R3 1300x is 4c/4t while r5 1400 has 4c/8t, so no it does not make it obsolete(both can be OC anyway, so it's more like that R3 1200 makes R3 1300x obsolete). It's like saying i5s makes i7s obsolete. If there's software that needs more threads higher clocks won't help.

But yeah I'm looking forward on those R3 and how it compares to that cheap gaming price/perf king 2c/4t pentium.
Posted on Reply
#14
Hugh Mungus
The Quim Reaper said:
They're only overpriced to people wanting them as gaming CPU's.

For the audience they're aimed at, professionals with a genuine need for the cores, these prices will be an absolute bargain.
Sticking them together and getting everything to work for you is well worth the premium. At least the drivers should work this time and it is a bargain for professionals! Servers, workstations or whatever you would need 16 cores for!

Intel is going to have some serious competition in the low-end as well now with ryzen 3!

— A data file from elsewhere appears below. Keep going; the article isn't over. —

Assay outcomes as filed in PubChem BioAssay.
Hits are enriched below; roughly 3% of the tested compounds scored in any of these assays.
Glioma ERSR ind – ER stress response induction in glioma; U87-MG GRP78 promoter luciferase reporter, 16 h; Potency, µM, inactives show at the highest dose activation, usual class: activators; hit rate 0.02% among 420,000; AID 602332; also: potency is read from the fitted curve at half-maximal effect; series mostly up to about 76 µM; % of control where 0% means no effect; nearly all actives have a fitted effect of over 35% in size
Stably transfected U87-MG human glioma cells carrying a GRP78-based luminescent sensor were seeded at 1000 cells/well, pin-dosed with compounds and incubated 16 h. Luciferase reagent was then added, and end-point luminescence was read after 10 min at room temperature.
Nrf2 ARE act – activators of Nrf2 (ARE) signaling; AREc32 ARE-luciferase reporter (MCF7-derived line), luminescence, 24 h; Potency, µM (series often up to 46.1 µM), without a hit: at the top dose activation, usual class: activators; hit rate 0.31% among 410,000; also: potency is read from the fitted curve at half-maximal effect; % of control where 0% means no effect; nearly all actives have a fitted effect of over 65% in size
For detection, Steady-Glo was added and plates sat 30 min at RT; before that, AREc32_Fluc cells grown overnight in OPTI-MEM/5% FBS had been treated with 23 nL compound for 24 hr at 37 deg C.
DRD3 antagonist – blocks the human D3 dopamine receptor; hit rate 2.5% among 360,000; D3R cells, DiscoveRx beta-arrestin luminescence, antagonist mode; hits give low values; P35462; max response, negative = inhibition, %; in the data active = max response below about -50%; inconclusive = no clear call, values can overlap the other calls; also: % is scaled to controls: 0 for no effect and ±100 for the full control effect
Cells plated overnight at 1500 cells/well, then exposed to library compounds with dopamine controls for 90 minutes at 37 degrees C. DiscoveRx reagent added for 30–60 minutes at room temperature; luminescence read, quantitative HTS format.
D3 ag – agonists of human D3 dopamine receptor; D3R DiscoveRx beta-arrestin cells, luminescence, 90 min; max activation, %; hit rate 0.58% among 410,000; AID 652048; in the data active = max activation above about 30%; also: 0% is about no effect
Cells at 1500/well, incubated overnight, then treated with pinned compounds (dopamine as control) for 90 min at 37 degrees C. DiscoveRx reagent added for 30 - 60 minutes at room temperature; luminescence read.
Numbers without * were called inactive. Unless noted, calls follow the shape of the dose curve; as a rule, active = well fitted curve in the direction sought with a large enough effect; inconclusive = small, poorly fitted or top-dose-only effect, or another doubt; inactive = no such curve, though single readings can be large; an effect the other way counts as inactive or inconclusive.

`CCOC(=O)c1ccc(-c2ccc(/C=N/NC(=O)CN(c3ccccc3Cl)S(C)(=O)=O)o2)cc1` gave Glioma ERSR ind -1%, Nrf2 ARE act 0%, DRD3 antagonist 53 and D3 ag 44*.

Posted on Reply
#15
TheLostSwede
Particle said:
Absolutely yes.

We live in a world where you can buy an 1800X for $420 and this is just two of those stuck together. Pricing should be more like $850.
I'm sorry, but how is this "two of those" stuck together? As far as I'm aware, the 1800X has a total of 24 PCIe lanes, which would make this a 44+4 lanes, which it's not, it's 60+4 for starters.

Secondly, is this retail price? The MSRP for the 1800X is $499, not $420 and this is MSRP, so retail might very well be lower, or higher, depending on the retailers selling the chips.

Seriously people, get a grip...
Posted on Reply
#16
iO
Particle said:
Absolutely yes.